Steve – ‘A Life Worth Saving’ by Julia Hall 2024

(Dame Stephanie, Germany – 85 x 85cm)

Dame Stephanie Shirley CH (otherwise known as Steve) arrived on a Kindertransport train from Vienna on 6 July 1939, aged 5 with her older sister. She remembers the noise of women wailing on the platform in Vienna, and the silence of the arrival at Liverpool Street station. Her doll was mislaid in the chaos, which became symbolic of everything else she had lost, and she wept all the way in the car to her new home. She spoke no English apart from a couple of sentences her father had taught her, including ‘slow combustion stove’! Surprised by the English putting milk in their tea, fish paste sandwiches and how cold it was with no central heating, her primary emotions were trauma and exhaustion. It took six months to feel settled, once she started school and started speaking English properly. Hitler allowed the children’s belongings to be sent on, and her mother had bought clothes for her to grow into – she particularly remembers a hated green tweed coat with a grey fur collar. Although both her parents survived the war, she never bonded with them properly again. She says of her wonderful foster parents: “I’m their child in all but birth”. At the age of 10, Dame Stephanie took a solemn vow never to return to German soil, but in the end she had to if she wanted any kind of relationship with her father. Hitler had taken her German nationality away, all the children arrived stateless in the UK. After Brexit she did consider getting her German passport again, but decided not to as it felt disloyal to Britain.

Dame Stephanie says she thinks of herself as a refugee, she has the scars from the pain. She went through years of depression and therapy as an adult, but has come to see her start in life as a positive. She believes the cure for depression is compassion. Her childhood experiences have moulded her whole life – because she came through that change, nothing else threw her. Now she likes change, she likes to make new things happen.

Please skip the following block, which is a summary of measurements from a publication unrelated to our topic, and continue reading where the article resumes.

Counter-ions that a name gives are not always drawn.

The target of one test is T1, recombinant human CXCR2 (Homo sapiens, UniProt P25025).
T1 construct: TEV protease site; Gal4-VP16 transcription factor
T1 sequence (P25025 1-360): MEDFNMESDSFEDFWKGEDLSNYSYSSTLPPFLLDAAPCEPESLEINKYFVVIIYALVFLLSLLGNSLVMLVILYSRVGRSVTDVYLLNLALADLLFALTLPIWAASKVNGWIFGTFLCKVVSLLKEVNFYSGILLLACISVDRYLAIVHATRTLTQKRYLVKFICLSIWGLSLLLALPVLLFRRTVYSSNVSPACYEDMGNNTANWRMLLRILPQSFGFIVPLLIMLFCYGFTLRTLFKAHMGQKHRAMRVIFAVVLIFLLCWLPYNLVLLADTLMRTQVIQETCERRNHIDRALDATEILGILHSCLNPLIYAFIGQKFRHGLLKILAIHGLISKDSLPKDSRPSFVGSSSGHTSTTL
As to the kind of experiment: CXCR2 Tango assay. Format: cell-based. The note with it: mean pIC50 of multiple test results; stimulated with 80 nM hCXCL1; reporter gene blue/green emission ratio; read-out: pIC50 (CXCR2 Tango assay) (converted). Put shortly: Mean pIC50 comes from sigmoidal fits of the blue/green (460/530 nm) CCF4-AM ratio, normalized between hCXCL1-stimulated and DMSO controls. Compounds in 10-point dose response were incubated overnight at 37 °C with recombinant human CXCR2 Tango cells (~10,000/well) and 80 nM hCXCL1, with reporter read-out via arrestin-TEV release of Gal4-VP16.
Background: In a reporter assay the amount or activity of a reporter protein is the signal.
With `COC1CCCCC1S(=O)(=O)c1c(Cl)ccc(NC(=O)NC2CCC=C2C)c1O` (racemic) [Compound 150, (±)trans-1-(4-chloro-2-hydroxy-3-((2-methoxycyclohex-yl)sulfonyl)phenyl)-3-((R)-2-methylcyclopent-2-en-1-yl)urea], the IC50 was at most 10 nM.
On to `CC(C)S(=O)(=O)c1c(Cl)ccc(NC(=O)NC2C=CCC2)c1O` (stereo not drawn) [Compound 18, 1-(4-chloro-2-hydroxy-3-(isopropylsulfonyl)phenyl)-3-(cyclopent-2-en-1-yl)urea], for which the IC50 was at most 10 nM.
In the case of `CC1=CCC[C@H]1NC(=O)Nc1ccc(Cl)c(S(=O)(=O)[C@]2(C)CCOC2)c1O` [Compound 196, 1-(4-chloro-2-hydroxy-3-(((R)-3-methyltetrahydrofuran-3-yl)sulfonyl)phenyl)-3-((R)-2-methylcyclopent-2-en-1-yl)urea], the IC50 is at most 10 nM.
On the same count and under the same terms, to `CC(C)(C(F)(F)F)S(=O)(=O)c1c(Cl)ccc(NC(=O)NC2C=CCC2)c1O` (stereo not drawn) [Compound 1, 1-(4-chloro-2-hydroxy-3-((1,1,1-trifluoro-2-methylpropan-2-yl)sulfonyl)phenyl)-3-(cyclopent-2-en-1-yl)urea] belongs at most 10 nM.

In 1962 Dame Stephanie started a software business from her dining table, which initially employed almost entirely other women working from home – highly unusual at that time, especially in the technology sector. She adopted the name ‘Steve’ to help her in the male-dominated business world. The company grew to 8,500 people, and was ultimately valued at almost $3 billion. When she first arrived in the Midlands, Dame Stephanie’s new neighbours kept saying “aren’t you a lucky little girl to be saved”. It gave her terrible survivor’s guilt which took a long time to get over, but it did make her realise that she needed to make hers a life worth saving. Motivated to share the rewards of her success with a society that had extended such generosity to her as a child, she decided to give away her wealth. The Shirley Foundation was set up in 1986, and has so far given away more than £70 million to charity. At the age of 90, Dame Stephanie told me: “I love this country with a passion”.

SKU JU/HA010 Artist

Additional information

Dimensions 85 × 85 cm


1 in stock

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